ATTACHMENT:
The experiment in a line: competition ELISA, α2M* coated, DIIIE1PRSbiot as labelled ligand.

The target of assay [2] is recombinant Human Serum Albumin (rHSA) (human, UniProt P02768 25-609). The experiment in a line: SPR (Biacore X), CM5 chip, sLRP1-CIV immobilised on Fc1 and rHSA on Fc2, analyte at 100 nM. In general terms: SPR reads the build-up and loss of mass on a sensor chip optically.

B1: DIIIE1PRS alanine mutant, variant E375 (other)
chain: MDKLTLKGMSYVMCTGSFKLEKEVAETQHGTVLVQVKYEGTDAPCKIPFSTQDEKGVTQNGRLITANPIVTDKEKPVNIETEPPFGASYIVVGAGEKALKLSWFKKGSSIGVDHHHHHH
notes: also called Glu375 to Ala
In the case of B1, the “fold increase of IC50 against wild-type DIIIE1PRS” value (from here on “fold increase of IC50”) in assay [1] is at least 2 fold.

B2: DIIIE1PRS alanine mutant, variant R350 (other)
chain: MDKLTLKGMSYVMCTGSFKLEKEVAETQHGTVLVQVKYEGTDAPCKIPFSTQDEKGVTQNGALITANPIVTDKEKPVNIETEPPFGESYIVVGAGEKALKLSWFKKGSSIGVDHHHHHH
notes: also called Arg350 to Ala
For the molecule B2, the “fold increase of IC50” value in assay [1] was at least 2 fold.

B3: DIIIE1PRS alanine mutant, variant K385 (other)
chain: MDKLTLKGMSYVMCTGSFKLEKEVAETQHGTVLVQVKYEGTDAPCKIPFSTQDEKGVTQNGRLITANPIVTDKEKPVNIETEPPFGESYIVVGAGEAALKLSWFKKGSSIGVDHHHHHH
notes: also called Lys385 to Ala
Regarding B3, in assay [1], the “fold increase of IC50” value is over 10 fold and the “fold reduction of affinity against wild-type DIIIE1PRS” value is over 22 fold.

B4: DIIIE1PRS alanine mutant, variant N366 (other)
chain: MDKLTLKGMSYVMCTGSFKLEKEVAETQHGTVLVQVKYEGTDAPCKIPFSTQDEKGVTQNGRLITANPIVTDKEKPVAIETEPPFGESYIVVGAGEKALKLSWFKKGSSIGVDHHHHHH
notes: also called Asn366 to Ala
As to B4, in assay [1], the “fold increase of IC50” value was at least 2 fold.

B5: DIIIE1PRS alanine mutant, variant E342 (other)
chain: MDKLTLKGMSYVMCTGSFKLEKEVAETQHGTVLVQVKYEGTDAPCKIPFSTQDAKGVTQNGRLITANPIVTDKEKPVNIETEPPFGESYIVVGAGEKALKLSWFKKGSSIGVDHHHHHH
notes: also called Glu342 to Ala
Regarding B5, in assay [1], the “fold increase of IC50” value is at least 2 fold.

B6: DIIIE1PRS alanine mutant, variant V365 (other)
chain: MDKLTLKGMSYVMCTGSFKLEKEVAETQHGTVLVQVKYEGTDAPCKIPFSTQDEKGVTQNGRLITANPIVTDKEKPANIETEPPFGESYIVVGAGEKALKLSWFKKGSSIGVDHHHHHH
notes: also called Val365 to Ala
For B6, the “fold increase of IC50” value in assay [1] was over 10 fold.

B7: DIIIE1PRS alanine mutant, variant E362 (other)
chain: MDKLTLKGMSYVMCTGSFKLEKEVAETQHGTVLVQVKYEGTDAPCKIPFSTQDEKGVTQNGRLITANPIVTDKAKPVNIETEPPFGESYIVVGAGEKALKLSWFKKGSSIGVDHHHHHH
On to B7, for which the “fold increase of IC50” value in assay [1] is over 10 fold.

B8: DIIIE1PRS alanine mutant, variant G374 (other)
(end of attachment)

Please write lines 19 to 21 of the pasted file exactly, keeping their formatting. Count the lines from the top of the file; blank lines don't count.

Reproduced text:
B5: DIIIE1PRS alanine mutant, variant E342 (other)
chain: MDKLTLKGMSYVMCTGSFKLEKEVAETQHGTVLVQVKYEGTDAPCKIPFSTQDAKGVTQNGRLITANPIVTDKEKPVNIETEPPFGESYIVVGAGEKALKLSWFKKGSSIGVDHHHHHH
notes: also called Glu342 to Ala